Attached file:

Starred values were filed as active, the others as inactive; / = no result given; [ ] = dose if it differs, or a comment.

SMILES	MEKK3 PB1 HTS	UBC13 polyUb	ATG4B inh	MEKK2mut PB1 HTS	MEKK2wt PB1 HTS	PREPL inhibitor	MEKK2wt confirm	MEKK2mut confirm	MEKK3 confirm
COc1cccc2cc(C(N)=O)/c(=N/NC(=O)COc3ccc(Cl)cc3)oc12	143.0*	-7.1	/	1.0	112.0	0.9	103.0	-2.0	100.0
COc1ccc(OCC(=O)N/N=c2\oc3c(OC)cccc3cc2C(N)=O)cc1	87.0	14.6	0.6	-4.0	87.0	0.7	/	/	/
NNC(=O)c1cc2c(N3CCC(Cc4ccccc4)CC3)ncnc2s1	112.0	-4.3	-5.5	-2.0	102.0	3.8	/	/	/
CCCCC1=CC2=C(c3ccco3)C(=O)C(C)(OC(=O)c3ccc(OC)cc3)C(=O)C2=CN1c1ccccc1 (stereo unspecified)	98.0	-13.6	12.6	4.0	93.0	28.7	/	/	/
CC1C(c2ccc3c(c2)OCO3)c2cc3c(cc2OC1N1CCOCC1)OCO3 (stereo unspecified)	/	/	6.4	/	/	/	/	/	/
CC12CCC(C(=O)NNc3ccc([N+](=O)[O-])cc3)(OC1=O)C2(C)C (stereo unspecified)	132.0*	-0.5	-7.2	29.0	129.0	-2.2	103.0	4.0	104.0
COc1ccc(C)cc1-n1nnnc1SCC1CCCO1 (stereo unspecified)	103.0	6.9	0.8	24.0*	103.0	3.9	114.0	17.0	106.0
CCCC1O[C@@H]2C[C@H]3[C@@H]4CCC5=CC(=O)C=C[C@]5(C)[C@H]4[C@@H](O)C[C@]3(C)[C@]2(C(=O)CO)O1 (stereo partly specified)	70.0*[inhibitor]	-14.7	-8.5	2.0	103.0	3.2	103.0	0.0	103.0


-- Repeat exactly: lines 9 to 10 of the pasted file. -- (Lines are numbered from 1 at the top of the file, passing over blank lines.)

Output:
COc1ccc(C)cc1-n1nnnc1SCC1CCCO1 (stereo unspecified)	103.0	6.9	0.8	24.0*	103.0	3.9	114.0	17.0	106.0
CCCC1O[C@@H]2C[C@H]3[C@@H]4CCC5=CC(=O)C=C[C@]5(C)[C@H]4[C@@H](O)C[C@]3(C)[C@]2(C(=O)CO)O1 (stereo partly specified)	70.0*[inhibitor]	-14.7	-8.5	2.0	103.0	3.2	103.0	0.0	103.0